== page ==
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Snoop Dogg hit a joint and then shot clown President “Ronald Klump” in his music video “Lavender” (Nightfall Remix), in response to Klump’s order to “deport all doggs.” Klump appears seconds later in chains, surrounded by a gang of armed clowns, dogs, and cars in a hazy parking lot. Klump reaches for a joint being passed by Snoop to director Jesse Wellens, but is rejected, and almost backhanded by Wellens.

“Can you imagine what the outcry would be if @SnoopDogg, failing career and all, had aimed and fired the gun at President Obama? Jail time!” President Trump tweeted to his 16.7 million followers.

Snoop uses a clown world to target grave social issues in America, and to list his grievances with Trump: his election, police militarization and brutality, his travel ban, and 20 to 30 year sentencing for marijuana. Snoop calls his listeners to stand up against social issues, to peacefully exercise first amendment rights through events like his March on the LAPD police department after the Dallas sniper shootings. Snoop’s chorus references a Holocaust documentary, “Night Will Fall”, that warns if the world doesn’t learn from the past, night will fall, and people will die.

“I feel like a lot of people making cool records, having fun, partying, but no one out here is dealing with the real issue, with this f***in’ clown as president, and the s*** that we dealing with out here,” said Dogg.

Actor Michael Rapaport played one clown in the video. Sitting with his two young clown children, he eats cooked peanuts for breakfast, a reminder of the overdue bills lining the kitchen. Rapaport gets into his car, and begins smoking a joint, only to be pulled over and shot twice by a clown cop who saw one of the young children’s toy gun in Rappaport’s suitcase. A teenager films the shooting, and sends it to the news outlet — criticizing that police body cameras film shootings that millions watch on television, but little seems to have changed.

Snoop references Philando Castile, an African-American with no criminal record whose July traffic stop shooting was Facebook live-streamed by his girlfriend, while their 4-year old daughter sat in the back. Police said Castile was shot seven times for carrying an unloaded, legal weapon. In the lyrics, Snoop calls for reparations, “now it ain’t so fun when the rabbit got the gun.”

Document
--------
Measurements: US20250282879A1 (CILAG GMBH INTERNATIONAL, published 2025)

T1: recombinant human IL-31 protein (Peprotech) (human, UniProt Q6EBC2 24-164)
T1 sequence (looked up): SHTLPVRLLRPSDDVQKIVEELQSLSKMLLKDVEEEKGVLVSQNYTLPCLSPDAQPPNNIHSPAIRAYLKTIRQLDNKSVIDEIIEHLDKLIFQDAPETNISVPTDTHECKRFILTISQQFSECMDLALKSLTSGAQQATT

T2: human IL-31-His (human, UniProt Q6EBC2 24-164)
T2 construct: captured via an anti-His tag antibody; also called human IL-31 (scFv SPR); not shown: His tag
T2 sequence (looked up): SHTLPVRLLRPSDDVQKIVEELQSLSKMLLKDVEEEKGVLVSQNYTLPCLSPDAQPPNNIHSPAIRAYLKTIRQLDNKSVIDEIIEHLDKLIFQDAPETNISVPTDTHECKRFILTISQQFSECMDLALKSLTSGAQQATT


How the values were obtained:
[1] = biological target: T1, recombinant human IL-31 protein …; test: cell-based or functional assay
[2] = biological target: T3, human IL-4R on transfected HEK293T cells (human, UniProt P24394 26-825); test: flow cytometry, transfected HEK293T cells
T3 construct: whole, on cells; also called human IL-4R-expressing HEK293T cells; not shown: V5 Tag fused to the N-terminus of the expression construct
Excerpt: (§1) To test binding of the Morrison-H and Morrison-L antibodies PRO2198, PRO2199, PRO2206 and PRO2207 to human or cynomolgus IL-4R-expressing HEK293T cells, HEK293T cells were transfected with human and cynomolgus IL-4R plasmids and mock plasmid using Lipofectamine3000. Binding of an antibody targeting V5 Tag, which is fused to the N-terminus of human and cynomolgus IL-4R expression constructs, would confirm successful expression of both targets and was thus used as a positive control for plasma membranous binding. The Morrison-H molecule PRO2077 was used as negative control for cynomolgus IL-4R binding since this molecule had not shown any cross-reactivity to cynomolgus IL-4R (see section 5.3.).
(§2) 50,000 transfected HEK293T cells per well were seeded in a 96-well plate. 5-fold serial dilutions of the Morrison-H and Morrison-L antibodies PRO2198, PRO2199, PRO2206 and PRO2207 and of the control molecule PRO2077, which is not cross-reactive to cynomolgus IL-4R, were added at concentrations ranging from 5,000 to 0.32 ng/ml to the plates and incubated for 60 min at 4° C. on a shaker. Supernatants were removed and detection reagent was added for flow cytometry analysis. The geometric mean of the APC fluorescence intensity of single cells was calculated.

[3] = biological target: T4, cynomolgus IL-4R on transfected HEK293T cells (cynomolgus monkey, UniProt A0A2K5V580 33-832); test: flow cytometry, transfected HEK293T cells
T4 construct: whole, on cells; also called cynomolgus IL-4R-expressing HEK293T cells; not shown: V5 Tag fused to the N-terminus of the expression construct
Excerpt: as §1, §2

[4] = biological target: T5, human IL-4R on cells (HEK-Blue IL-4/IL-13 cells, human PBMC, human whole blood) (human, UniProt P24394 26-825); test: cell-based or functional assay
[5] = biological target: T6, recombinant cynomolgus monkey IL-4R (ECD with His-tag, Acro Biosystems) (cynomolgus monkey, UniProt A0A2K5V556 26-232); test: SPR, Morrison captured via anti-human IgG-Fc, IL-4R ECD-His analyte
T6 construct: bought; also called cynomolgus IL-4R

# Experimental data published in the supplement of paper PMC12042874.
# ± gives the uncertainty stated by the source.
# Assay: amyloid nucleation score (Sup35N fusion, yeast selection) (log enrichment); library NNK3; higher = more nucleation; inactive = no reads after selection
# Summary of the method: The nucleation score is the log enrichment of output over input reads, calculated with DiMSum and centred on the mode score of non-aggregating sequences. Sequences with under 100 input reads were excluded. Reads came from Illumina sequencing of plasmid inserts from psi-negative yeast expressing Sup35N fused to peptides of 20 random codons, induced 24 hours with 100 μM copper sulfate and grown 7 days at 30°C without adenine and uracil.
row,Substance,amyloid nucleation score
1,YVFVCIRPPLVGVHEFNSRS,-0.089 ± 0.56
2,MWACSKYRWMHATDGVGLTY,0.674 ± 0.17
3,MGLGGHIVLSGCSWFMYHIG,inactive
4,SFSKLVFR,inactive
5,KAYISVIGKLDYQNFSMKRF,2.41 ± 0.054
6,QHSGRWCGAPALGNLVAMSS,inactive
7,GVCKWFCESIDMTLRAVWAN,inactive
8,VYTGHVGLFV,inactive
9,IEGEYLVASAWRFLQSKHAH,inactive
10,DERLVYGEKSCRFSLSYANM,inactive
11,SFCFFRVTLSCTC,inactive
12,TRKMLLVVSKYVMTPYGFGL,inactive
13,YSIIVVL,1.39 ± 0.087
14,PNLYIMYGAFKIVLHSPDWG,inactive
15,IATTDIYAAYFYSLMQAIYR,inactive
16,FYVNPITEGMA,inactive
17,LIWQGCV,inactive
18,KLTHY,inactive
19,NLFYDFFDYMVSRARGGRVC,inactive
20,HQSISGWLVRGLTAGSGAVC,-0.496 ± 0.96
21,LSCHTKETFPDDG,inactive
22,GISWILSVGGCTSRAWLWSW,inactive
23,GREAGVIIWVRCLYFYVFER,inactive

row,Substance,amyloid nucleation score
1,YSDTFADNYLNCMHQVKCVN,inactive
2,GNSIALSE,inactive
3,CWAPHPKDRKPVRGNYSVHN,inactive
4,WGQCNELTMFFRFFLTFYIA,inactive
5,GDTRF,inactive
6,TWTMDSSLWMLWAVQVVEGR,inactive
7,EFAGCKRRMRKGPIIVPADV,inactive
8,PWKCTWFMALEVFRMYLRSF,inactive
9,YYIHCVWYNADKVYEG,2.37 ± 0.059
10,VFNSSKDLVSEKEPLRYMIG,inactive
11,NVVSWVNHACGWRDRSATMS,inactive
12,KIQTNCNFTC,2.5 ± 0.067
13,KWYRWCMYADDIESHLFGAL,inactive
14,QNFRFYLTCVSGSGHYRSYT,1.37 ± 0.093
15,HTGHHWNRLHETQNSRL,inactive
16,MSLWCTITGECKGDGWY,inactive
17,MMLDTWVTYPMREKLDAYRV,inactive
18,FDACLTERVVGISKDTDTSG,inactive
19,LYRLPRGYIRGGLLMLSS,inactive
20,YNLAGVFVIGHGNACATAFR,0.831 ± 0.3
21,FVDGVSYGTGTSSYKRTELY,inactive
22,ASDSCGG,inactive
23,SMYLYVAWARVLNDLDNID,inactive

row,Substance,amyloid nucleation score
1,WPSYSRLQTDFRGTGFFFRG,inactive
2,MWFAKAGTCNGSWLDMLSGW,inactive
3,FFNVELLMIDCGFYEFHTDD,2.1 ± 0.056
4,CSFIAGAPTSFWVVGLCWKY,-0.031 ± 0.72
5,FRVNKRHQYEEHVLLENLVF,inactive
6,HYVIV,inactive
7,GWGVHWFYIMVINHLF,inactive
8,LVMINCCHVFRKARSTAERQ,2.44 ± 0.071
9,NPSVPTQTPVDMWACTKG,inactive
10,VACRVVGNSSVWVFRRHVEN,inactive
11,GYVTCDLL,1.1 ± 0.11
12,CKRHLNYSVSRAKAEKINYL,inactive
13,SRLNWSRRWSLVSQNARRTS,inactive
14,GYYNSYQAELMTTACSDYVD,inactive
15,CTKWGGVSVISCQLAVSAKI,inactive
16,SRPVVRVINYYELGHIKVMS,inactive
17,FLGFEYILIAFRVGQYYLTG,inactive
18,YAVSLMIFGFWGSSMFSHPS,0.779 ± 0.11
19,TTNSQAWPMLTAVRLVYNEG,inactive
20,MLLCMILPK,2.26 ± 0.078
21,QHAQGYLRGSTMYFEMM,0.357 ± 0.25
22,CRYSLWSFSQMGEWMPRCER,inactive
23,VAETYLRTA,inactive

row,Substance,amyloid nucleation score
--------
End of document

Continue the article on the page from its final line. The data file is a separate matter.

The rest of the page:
Snoop is just one of many to use satire to highlight social issues. Trump’s claim Snoop Dogg’s actions would have brought with jail time under Obama is ludicrous, given the First Amendment protects satire and comedy, as long as a reasonable person would not believe the statement was a credible threat. In an essay on the protection of satire and parody in journalism, the Reporter’s Committee for a Free Press, a nonprofit that assists journalists, wrote “subjects of even the most biting satire or criticism cannot successfully sue unless the irreverent comments contain a provably false fact.”

Fox News personality Kimberly Guilfoyle responded to the video saying that Snoop Dogg and Bow Wow, who tweeted in Snoop’s defense and threatened to “pimp” out the first lady, should be “killed” for their statements.  

Florida Senator Marco Rubio said that Snoop Dogg should not have mock- shot “Klump” because presidential assassinations happened. Though the 1,092 “shot dead” by police in 2015 alone, as reported by the Guardian, seem a more pressing matter than the four presidential assassinations in America’s history.

Trump is no stranger to the line between comedy and libel; he defended artist Ted Nugent, featured in Trump’s campaign ads, who is known for threatening violence upon Democrats. In 2012, Nugent said that if President Barack Obama won a second term in office, Nugent would “either be dead or in jail by this time next year.” His comments, defended by Trump as a “mere figure of speech,”, spurred a Secret Service investigation. During a National Rifle Association meeting in 2015, Nugent also threatened to shoot Senate Minority Leader Harry Reid — crossing the line between of freedom of speech and a credible threat.

Republicans criticize the left for silencing free speech on college campuses and inciting violence against controversial right-wing speakers like Milo Yiannopoulos or Richard Spencer. But if Trump can’t handle satire from a 45-year-old “failing rapper,” then making America great again may lay out of reach. Snoop said he does not plan to apologize to Trump; he crafted the video to talk about social problems bigger than his video — perhaps Trump should do the same.

To be truly bipartisan, American politicians, artists, and citizens alike need to understand and respect free speech, especially when we disagree. Violence cannot encroach upon political debate, no matter the party. Snoop wanted to make a song “that was not controversial, but real — real to the voice of the people who don’t have a voice.”